Tagged: Advertisements

Third-party Mobile Ads – Not Exactly a Christmas Miracle

People are in the buying mood. It’s the holiday season and everyone’s looking for the perfect gifts for friends and family members. This is the time of year that advertisers relish. People are just waiting to spend their money and if your product is decent enough, making sales can be like shooting fish in a barrel.

Unfortunately for Facebook, Mashable reports that rather than cashing in on the spending spirit, the social giant announced a halt on testing for their third-party mobile ad network. The ad network focuses on advertising within third-party mobile apps and could be compared to Google’s AdSense – the hope being that Facebook could significantly increase its ad volume without overwhelming its own mobile app users with advertisements.

Facebook – still searching for a way to leverage its more than 1 BILLION users to generate significant profits – is once again experiencing frustration and mild defeat. While still the largest social network in the world, their troubles are steadily becoming just as big.

Still embroiled in yet another privacy kerfuffle, it wouldn’t surprise me if this delay was the last straw and Zuckerberg swapped out his trademark grey hoodie for something even gloomier.

As for us Facebook and mobile app users, I’m not sure if this is a win or a loss. On the one hand, I’m not thrilled about Facebook cramming even more advertisements down my digital throat. But on the other hand, I’m beginning to detest the full-page, poor quality advertisements that keep popping up while I’m trying to get over 500,000 points on Subway Surfer.

“No, I do not want to buy ‘Dessert Maker’, thank you very much.”

So if Facebook develops a better way to display advertisements on mobile and can make them more targeted, I guess I would be open to that change, seeing as mobile advertising is an inevitability.

Either way, Facebook cannot be happy about the last week or so. Plagued by privacy issues and now forced to reallocate resources from their promising new ad platform to address their current Facebook-mobile ad woes, the holiday season seems to be a bit of a let-down for poor Facebook. And seeing as this is the season of giving, I think we should all help out everyone’s favorite social giant by clicking on a Facebook Timeline ad. Perhaps we can’t do anything about their mobile ad issues, but if we can find it in our hearts to spare a click, maybe we can help Scrooge McZuck have a merry Christmas, after-all.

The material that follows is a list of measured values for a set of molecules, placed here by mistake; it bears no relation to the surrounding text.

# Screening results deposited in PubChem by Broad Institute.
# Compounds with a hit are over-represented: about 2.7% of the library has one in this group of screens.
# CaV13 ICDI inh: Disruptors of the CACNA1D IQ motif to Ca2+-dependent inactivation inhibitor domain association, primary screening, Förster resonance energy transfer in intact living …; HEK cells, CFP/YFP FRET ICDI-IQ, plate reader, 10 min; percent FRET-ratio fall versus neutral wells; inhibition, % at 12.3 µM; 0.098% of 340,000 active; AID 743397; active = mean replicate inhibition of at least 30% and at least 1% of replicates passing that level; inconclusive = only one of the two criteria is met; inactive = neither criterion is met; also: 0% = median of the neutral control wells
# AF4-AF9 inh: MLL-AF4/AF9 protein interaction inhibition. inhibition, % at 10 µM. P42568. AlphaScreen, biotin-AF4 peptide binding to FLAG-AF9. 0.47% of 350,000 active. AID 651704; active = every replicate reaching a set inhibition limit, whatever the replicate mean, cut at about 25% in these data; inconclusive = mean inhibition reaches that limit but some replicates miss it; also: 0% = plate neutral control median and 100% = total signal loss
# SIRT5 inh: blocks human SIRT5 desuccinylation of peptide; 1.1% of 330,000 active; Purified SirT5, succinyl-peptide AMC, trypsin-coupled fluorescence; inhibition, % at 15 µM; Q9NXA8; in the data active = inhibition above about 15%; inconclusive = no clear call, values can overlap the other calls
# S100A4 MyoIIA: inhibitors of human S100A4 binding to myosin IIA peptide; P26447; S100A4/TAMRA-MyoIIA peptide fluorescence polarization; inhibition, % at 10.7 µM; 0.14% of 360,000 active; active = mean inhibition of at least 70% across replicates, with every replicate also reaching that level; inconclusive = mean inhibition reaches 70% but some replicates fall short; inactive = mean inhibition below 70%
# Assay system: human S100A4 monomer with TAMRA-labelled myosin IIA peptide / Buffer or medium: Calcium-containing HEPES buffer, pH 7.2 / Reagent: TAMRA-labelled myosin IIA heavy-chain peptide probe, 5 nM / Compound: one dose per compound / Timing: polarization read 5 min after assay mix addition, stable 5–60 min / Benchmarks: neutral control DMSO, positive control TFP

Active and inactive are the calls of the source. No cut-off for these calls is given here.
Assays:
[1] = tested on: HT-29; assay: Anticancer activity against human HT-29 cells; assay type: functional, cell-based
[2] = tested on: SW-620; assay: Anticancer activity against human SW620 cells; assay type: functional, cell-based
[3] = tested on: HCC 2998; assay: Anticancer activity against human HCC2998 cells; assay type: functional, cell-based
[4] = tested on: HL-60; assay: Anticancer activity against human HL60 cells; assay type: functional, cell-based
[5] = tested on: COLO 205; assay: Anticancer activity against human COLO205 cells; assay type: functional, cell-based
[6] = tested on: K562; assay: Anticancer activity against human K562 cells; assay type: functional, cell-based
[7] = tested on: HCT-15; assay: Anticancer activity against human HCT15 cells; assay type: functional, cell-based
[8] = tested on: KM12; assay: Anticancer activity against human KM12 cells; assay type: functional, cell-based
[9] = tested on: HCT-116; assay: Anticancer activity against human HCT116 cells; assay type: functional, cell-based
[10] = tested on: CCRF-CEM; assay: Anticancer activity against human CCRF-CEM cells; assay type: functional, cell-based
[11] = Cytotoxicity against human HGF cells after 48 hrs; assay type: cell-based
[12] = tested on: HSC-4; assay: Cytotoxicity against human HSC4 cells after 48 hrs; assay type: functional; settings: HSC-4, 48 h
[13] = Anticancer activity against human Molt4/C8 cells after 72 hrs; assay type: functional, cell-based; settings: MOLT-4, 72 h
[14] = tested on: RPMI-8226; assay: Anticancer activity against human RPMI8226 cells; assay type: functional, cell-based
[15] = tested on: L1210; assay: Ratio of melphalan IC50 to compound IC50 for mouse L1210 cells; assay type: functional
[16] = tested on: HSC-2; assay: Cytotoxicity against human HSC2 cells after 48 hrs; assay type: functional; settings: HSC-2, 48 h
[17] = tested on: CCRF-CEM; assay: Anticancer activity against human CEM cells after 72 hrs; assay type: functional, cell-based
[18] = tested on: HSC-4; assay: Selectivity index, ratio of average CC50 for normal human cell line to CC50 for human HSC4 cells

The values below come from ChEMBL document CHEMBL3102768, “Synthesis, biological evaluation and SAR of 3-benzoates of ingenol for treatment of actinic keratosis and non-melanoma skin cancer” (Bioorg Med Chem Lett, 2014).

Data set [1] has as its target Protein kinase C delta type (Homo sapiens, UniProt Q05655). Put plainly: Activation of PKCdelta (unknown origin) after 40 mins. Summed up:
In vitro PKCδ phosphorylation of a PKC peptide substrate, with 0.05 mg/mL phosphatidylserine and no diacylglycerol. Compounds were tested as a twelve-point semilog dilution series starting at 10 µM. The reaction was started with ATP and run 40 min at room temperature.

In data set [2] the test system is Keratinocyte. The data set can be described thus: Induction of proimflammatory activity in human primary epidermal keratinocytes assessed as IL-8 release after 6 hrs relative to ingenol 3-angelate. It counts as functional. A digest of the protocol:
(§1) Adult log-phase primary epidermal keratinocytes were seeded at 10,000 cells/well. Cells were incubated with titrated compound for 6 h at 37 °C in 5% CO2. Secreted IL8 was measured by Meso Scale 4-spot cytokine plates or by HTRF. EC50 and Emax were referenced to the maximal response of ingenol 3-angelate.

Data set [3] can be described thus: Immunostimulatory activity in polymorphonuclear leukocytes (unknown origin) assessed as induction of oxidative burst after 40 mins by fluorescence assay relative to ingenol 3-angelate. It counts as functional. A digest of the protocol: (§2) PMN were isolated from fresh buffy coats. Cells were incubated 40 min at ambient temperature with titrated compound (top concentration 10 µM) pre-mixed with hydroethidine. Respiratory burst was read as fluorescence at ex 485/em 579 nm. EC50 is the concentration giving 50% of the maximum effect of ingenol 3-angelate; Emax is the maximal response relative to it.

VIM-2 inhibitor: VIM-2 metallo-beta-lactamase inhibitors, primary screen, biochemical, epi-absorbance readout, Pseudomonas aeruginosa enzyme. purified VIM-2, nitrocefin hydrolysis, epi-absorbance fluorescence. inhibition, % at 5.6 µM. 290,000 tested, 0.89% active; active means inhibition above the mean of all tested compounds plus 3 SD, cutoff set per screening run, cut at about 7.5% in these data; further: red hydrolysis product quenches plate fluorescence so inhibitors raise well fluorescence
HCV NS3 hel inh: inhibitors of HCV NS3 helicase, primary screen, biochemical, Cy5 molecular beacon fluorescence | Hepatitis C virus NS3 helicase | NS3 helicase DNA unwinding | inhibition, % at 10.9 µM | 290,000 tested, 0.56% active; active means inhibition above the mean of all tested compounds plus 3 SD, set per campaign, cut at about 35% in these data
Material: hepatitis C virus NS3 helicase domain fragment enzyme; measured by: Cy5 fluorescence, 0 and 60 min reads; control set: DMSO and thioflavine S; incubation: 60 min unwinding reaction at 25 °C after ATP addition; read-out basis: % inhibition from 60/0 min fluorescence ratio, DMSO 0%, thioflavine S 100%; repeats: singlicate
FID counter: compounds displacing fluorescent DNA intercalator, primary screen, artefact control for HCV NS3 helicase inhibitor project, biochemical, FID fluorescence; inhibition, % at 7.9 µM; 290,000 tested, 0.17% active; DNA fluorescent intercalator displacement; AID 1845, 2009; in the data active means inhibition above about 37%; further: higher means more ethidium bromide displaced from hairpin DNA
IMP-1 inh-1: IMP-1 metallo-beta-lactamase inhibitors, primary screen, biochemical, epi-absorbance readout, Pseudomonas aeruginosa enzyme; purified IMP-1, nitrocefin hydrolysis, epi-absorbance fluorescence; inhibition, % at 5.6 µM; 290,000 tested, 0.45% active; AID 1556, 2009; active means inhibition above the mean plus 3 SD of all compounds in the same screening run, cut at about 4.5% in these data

p.s. Happy holidays from SUM :)

One Small Click for Man, One Giant Leap for…LinkedIn

Well, it took over 9,000 impressions, but SUM has finally received its first click on a LinkedIn ad! If you’re just joining us, I’m referring to the month-long saga that I wrote about here. Needless to say, we’re relieved that something has finally come from all of our efforts. 

So what made the difference? Well, we think it’s a couple of things. We were actually encouraged by one of our readers, Ellyce, to contact an account rep at LinkedIn to make sure there wasn’t anything technically wrong with our campaign. Thinking this to be an excellent suggestion, I reached out to the LinkedIn Customer Experience Team and led them through the experience we had been having with their ad service. I received a very prompt reply from an account representative named Julien, who was extremely friendly and helpful.

He began by offering up an apology for the experience we were having thus far (even though he knew LinkedIn hadn’t really done anything wrong) and continued by confirming that there wasn’t anything wrong with the campaign on the technical side. Obviously this was both relieving and disheartening.

He then offered up several suggestions for how we could improve our campaign. A lot of the ideas were slightly more detailed explanations of the LinkedIn advertising best practices that we had already found on their website, but he also provided some information that, in my opinion, proved to be the difference in the campaign, moving forward.

He let me know that, while our $2.13 bid per click was within LinkedIn’s suggested price range for the group we were targeting, it was at the lowest end of the spectrum and was affecting how many impressions we were receiving. He said that by increasing our bid by just a little, we would win more impressions on users’ profiles and should, therefore, receive more clicks. This suggestion seemed to once again confirm that online advertising is about playing the numbers and that more impressions will usually lead to more clicks.

So I took his advice and moved my bid up to $3.00 per click. Our impressions almost tripled within less than a week and we received our first click as a result. And the ad that did it? Believe it or not, it was the cat!

Cat Ad

Just goes to show that sometimes an out-of-the-box approach is required to grab attention on the internet.

And while a 0.019% Click Through Rate is still pretty atrocious, we are encouraged and content. After all, this is an experiment that we’re conducting for free with a $50 LinkedIn advertising credit, so the knowledge that we’re gaining more than makes up for a pitiful CTR.

Many thanks to Ellyce for suggesting we contact someone at LinkedIn and also to Julien for responding quickly and courteously, and for shedding a little light on the ins and outs of LinkedIn advertising.

Have any LinkedIn stories of your own? What do you like/dislike about this social giant? As always, let me know in the comments section!